My theme for this week is meat, poultry, and their alternatives, starting today with this:
The study: Unprocessed red meat in the dietary treatment of obesity: a randomized controlled trial of beef supplementation during weight maintenance after successful weight loss. The American Journal of Clinical Nutrition, nqac152, https://doi.org/10.1093/ajcn/nqac152.
Objectives: “We sought to investigate the effects of healthy diets that include small or large amounts of red meat on the maintenance of lost weight after successful weight loss….”
Conclusions: “Healthy diets consumed ad libitum that contain a little or a lot of unprocessed beef have similar effects on body weight, energy metabolism, and cardiovascular risk factors during the first 3 mo after clinically significant rapid weight loss.”
Funding: “The study was supported by The Beef Checkoff (a program of the National Cattlemen’s Beef Association, CO, USA) and the Danish Agriculture & Food Council (Copenhagen, Denmark). Lighter Life (Essex, UK) sponsored very-low-calorie diet products for the weight-loss phase of the study. The sponsors had no role in study design; in the collection, analysis, and interpretation of data; in the writing of the report; or in the decision to submit the article for publication.”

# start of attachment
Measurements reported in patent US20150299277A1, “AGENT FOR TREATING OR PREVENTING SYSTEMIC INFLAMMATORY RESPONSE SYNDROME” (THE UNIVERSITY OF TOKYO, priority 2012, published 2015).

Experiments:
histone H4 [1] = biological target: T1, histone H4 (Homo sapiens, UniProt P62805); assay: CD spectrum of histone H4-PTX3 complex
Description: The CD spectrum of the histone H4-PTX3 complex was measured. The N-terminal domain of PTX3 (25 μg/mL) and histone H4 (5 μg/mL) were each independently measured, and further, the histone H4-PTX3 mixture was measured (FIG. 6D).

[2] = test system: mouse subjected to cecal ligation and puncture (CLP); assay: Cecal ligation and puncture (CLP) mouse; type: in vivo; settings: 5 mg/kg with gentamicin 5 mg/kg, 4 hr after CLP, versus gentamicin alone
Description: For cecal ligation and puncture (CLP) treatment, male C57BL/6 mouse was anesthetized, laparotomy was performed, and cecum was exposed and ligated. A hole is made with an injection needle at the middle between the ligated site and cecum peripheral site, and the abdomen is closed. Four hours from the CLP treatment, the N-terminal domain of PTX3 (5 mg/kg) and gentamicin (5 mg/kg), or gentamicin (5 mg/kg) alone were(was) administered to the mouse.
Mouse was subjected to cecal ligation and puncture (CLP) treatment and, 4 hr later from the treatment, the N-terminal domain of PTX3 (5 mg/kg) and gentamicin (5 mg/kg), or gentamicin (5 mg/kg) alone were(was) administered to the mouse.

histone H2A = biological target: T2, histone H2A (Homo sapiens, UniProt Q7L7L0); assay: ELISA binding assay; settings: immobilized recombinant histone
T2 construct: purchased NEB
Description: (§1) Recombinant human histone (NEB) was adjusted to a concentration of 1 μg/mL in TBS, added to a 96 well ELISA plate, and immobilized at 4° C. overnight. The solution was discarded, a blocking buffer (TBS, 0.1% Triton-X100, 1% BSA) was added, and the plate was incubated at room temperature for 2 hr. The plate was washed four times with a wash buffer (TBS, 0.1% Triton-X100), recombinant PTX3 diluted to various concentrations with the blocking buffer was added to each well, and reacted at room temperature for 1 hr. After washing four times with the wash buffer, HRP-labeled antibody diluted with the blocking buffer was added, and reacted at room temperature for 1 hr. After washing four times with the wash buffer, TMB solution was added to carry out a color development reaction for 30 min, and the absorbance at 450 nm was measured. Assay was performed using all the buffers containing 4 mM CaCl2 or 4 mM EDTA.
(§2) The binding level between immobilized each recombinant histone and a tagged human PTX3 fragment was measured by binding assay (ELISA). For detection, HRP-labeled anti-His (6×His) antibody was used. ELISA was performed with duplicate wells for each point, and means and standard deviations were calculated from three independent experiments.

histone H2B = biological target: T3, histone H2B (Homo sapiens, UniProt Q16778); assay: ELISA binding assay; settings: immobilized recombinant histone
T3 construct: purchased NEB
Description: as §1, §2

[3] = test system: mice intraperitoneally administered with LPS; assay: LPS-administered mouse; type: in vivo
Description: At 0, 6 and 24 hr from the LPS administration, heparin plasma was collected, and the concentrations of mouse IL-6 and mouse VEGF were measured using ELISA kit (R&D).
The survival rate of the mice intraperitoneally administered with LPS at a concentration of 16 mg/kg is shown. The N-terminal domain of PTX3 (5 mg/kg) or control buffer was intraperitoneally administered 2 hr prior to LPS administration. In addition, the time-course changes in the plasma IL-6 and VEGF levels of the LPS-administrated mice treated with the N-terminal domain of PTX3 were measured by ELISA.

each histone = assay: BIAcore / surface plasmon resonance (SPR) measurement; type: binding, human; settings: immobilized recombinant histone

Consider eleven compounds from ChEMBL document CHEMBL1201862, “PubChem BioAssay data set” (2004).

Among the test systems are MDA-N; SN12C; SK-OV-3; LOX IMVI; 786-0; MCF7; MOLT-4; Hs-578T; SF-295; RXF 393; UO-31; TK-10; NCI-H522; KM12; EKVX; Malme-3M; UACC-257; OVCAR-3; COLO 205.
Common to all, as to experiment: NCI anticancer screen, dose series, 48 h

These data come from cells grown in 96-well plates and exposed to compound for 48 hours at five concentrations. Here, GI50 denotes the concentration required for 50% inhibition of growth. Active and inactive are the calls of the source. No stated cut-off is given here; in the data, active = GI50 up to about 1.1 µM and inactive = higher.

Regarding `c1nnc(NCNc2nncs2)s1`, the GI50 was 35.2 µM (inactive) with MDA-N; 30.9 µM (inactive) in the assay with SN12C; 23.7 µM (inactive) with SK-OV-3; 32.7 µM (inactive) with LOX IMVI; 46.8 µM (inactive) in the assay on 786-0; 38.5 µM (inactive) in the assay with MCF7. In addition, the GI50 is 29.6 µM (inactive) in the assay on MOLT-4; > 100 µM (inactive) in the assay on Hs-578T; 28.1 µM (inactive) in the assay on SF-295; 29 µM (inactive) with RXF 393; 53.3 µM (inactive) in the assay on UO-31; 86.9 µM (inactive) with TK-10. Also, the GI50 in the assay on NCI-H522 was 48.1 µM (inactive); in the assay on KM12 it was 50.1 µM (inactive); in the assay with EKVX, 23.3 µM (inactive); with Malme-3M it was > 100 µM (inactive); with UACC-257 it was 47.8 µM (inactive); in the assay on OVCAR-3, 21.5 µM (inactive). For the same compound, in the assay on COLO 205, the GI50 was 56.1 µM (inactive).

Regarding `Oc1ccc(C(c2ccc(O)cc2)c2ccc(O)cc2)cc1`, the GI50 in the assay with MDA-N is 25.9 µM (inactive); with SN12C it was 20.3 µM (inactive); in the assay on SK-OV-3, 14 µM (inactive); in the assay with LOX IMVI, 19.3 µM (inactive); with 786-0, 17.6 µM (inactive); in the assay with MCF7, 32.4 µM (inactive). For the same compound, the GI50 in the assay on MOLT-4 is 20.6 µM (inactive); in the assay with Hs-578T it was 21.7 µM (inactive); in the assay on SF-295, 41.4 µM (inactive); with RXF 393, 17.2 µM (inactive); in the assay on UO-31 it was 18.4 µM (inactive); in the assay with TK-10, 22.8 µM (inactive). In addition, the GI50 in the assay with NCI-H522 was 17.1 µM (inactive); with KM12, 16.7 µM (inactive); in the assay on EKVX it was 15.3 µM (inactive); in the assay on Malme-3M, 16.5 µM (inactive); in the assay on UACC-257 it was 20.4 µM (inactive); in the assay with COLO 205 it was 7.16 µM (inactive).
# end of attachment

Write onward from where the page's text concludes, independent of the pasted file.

Conflicts of interest: NRWG has received funding from The Beef Checkoff program (National Cattlemen’s Beef Association, CO, USA) and the Danish Agriculture & Food Council (Copenhagen, Denmark) to conduct additional studies relevant to the role of meat in the diet. AVA is a member of the scientific advisory board for Weight Watchers, USA…All other authors report no conflicts of interest.
Comment: The beef industry is worried about all those dietary recommendations calling for less red meat, for reasons of human and planetary health. The more studies it can produce that cast doubt on those linkages, the more doubt it can raise about the health impact of red meat. This study contributes to that effort.